"Antwone Fisher" -- Denzel Washington makes his directorial debut and Derek Luke his feature film acting bow, both rewarding performances, in this fact-based, heartwarming story of a troubled young man who, with caring help, doggedly finds a way out of his problems. As written by the real Antwone Fisher, the film introduces us to Fisher as an angry Navy seaman (Luke) whose volatile temper keeps him in hot water and close to being booted out of the service. As a last resort, he's sent to a Navy psychiatrist, played by Washington, to whom eventually, reluctantly he tells his story of emotion-crippling childhood abuse and neglect, of abandonment by his mother and life in a cruel foster home. At last, in sessions that benefit greatly both doctor and patient, Fisher is convinced that the only way out of his rage is to confront his past, to find his real family, setting the stage for a powerful conclusion. 2002. 120 minutes. Fox Home Entertainment. Rated PG-13 (violence, language, mature thematic material involving child abuse).
"Adaptation" -- A weird but clever black comedy about oddballs and orchids that blends fiction and fact with the daunting task of turning a thoughtful book into a lively movie. Nicolas Cage, at his hangdog best, plays screenwriter Charlie Kaufman who's hired to adapt "The Orchid Thief," a non-fiction book by Susan Orlean (Meryl Streep) about a colorful backwoods poacher named Laroche (Oscar-winner Chris Cooper). Charlie is so consumed by self-doubt and writer's block that he simply can't get started, eventually writing himself into the story and enlisting his outgoing twin brother Donald (also Cage) to help him out. In one of the more intriguing aspects of the movie, the real Charlie Kaufman, who teamed with director Spike Jonze on 1999's "Being John Malkovich," actually wrote the "Adaptation" screenplay and there is no twin Donald, though he got co-credit for the script. Sometimes bewildering and chaotic but well done, off-the-wall entertainment. 2002. 114 minutes. Columbia TriStar Home Entertainment. Rated R (language, sexuality, some drug use and violent images).
"25th Hour" -- On his last day of freedom before starting a seven-year prison term, upscale drug dealer Monty Brogan (Edward Norton) is tying up some loose ends of his life and wondering whether he should begin his sentence or just make a run for it. Or, maybe just end it all. A nice guy, even if he did run with the Russian mafia, Monty spends time with two old friends, Jakob (Phillip Seymour Hoffman), an insecure high school teacher, and Frank (Barry Pepper), a fiery Wall Street broker; his girlfriend Naturelle (Rosario Dawson), who may have turned him in, and his father (Brian Cox) before deciding what path he will take. Spike Lee's absorbing drama starts slowly and talky but picks up speed as it goes along and is worth staying with. The ensemble cast, also including Anna Paquin as Jakob's slutty student, is a good one. 2002. 134 minutes. Touchstone Home Entertainment. Rated R (strong language, some violence).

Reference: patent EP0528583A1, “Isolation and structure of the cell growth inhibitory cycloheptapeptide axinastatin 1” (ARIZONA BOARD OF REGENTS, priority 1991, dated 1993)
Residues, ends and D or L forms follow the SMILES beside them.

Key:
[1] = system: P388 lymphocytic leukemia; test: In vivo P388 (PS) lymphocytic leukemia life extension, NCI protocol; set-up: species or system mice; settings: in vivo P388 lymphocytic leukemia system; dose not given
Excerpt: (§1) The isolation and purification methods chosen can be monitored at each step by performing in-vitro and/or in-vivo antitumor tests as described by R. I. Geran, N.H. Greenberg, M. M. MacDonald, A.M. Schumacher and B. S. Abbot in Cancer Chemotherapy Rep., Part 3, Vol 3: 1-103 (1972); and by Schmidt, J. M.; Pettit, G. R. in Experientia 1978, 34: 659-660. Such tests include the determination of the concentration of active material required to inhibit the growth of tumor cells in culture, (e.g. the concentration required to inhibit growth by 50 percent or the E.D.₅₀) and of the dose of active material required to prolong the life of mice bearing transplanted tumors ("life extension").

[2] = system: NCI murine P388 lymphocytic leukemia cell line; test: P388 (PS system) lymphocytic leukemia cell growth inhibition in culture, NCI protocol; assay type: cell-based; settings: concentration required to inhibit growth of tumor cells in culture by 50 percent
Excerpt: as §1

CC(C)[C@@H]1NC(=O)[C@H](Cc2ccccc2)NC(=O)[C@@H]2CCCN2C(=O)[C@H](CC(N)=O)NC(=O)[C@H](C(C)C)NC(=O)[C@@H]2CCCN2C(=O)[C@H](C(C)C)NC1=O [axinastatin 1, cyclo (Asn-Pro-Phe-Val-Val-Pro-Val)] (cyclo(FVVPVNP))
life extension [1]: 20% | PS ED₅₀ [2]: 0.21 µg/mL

"Star Trek: Nemesis" -- Still boldly daring to tread where few have trod, the venerable starship Enterprise and its sterling crew, in the 10th and perhaps final "Star Trek" movie voyage, take on a powerful rogue planet bent on attacking Earth. Battle scenes and special effects are the strong points in a rather familiar setting. The gang's all here --Capt. Picard Patrick Stewart), First Officer Riker (Jonathan Frakes), Cmdr. Data (Brent Spinner), et al -- ready to do battle with the new, sinister Romulus ruler (Tom Hardy), actually a Picard clone with a burning hatred for humans, and his menacing viceroy (Ron Perlman). 2002. 116 minutes. Paramount Home Entertainment. Rated PG-13 (sci-fi action violence and peril and a scene of sexual content).
"Atlantis: Milo's Return" -- Explorer Milo Thatch, who helped save the fabled underwater city Atlantis in this animated movie's predecessor, gets together with his team again in a series of new adventures, this time above the ocean surface. Their journey takes them, along with Atlantis Princess Kida, from the desert floor to icy mountain heights and a confrontation with a gigantic sea monster. A good, direct-to-video family-friendly follow-up to the original. 2003. 70 minutes. Animated. Walt Disney Home Entertainment. Rated G.
Coming up: "The Pianist" starring Oscar-winner Adrien Brody, the Al Pacino actioner "The Recruit" and the romantic comedy "A Guy Thing"... "Two weeks Notice," the Sandra Bullock-Hugh Grant fling, holds the No. 1 slot among movie video rentals this week... The Civil War epic "Gods and Generals" has a July 15 video date... The thriller "Phone Booth," still doing well at the box office, is due on video July 8...
New on DVD: Kevin Costner's massive 1990 outdoor epic "Dances With Wolves" made more massive with a special edition, two-disc version that now runs four hours plus a gang of extras, from MGM... Disney's splendid 1954 take on Jules Verne's "20,000 Leagues Under The Sea" with a strong cast headed by Kirk Douglas and James Mason and Oscar-winning special effects...
Paramount is releasing two sets of TV favorites on DVD, namely "Cheers: The Complete First Season," (1982-83) and "Frasier: The Complete First Season" (1993-94)... Nine years before "Stagecoach" there was 1930's "The Big Trail," a bit creaky now but still an impressive early talkie starring a newly discovered John Wayne... "The Battle of Britain" (1969, MGM) boasts outstanding aerial combat footage... and "Zulu" (1964, MGM), is a superior battle film featuring a young Michael Caine...